Although I have absolutely no intention of testing your wretched .exe file, I will take it at your word that it performs the ‘filesize indexing function’ flawlessly. My advice would be to post it to one or other of the innumerable ‘shareware’ bartering sites on the www. You will probably make a fortune.
I am deeply flattered that you have seen fit to put my name forward to the Worshipful Company of Viticulturists ; but, if I may be permitted to explain –
As you may be aware, I spent several years in the investigation of the possibility of growing grapevines in controlled climatic indoor conditions. In Ireland to be precise. To cut a very long story short the project was a failure. Although we developed some interesting new techniques, including the use of molasses ( 0.5Kg / sq. Mtr ) to artificially enhance the fructose content, we eventually came to realise that the vine simply cannot be constrained in this way and remain happy. Even Guyot’s pruning and Žpamprage cannot recompense.
We belatedly realised that the vine is a truly complex being, with needs and aspirations far beyond our current supply capabilities. The vine strives to be free, to ‘see’ if that’s not too fanciful a concept, the open horizons, the sky, the changing meteorological conditions, and of course the landscape. Constraint in a man-made ‘shed’, however well thought-out and constructed, will leave the vine, in a word, unhappy.
And, as I am sure I have no need to tell you, an unhappy vine can only produce unhappy grapes – which will, and I can now say this without the slightest doubt – produce an unhappy wine.
Who, in all conscience, would wish to promulgate infelicitousness upon the world with such a potion? A wine with undertones, if not overtones, of constraint, myopia, and artificiality ? It is true that the great majority of wine drinkers may not have the exquisitely tuned palate required to perceive these latent properties – but that is not the point – no-one of sound virtues could allow such a concoction to be produced under their stewardship.
In hindsight, I now consider that my exploration in the field of indoor viniculture – however well meaning at the time – was, in fact, a crime against the ‘personality’ of the genus Vitis. I regret, therefore, that I must turn down your kind offer.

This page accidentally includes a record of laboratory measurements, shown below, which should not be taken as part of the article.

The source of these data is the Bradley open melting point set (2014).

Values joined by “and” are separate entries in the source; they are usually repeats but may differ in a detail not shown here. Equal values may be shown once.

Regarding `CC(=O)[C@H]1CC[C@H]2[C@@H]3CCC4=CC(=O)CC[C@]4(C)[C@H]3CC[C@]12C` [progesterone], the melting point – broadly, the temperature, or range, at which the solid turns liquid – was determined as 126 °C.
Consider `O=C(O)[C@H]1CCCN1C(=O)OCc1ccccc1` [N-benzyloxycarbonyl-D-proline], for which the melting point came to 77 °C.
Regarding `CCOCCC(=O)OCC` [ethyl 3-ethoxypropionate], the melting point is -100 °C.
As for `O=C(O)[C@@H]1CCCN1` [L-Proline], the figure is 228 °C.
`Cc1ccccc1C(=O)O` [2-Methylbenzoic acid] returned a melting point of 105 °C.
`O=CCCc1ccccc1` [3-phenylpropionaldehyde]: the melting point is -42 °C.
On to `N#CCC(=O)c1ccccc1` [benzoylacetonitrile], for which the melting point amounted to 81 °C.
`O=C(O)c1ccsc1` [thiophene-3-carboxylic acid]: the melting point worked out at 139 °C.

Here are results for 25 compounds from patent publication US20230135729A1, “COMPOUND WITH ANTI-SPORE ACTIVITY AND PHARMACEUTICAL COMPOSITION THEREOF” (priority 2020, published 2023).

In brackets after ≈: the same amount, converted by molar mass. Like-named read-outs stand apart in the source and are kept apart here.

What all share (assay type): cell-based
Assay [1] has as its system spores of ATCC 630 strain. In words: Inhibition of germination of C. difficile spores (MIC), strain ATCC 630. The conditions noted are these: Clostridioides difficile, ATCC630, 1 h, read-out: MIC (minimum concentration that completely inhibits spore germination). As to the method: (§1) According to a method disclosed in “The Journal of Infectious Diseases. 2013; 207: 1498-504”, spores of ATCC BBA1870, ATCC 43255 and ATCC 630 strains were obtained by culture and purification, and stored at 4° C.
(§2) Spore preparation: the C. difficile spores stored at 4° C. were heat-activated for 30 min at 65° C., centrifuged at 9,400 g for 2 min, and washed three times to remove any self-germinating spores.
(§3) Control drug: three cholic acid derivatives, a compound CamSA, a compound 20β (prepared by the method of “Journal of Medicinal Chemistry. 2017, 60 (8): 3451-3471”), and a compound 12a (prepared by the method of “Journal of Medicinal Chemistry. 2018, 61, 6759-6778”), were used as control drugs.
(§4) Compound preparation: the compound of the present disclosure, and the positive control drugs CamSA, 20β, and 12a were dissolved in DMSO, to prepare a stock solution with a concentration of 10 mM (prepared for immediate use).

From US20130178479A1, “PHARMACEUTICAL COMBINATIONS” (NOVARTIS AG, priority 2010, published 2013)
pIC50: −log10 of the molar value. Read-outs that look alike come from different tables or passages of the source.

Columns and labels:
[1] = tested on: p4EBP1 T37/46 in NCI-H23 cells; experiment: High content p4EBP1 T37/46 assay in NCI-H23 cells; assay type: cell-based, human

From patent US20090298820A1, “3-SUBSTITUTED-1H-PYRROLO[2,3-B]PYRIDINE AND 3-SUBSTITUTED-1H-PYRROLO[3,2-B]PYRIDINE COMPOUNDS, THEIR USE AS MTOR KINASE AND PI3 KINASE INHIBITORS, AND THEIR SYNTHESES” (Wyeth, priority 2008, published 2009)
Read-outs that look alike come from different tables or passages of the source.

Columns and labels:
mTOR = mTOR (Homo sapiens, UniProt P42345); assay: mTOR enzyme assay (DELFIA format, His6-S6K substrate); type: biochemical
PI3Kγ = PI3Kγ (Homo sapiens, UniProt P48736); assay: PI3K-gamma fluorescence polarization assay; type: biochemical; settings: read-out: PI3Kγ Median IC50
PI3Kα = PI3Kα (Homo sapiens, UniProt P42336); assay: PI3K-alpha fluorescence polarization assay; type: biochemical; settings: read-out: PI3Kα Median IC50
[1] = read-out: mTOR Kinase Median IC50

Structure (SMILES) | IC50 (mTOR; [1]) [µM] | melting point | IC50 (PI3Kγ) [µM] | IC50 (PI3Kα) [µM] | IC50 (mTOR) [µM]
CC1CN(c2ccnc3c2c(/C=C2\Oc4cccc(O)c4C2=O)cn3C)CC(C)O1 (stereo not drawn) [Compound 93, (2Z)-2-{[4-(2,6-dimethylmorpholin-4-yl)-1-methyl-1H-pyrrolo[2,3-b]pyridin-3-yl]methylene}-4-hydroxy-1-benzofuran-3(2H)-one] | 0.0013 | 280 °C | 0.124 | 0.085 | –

I wouldn’t mind one of those aprons though, if you have a spare.
It’s timely that you should enquire as to my views on the pressing problem of the UK’s rapidly expanding prison population, as I have been resolutely pondering the matter of late – I offer the following solution.
It’s somewhat radical , so take a deep breath.
It is currently estimated that each one of the present incumbents of Her Majesty’s penal institutions costs the UK taxpayer around £30,000 per year, considerably more than the wages that a working person may expect to gain in a low-level menial job, but basic mathematics shows that if the government were to pay the criminal, say £20K, to stay out of prison, on the solemn condition, of course, that he/ she would promise to commit no further crimes, then the authorities, and thus the taxpayers, would save a great deal of money, although without wishing to be overly pessimistic, we should obviously bear in mind that a certain proportion of the n’er’do’wells would undoubtedly renegue on their promise, and so we would need a backup strategy, which would perforce have to be severe enough to discourage all but the most determined of scallywags, to whit I propose, as a last resort, deportation to Howard Island, 80Km off the northeast coast of Australia, which would be preferable surely to a very expensive, and perhaps very long and tedious unproductive . . . . sentence ?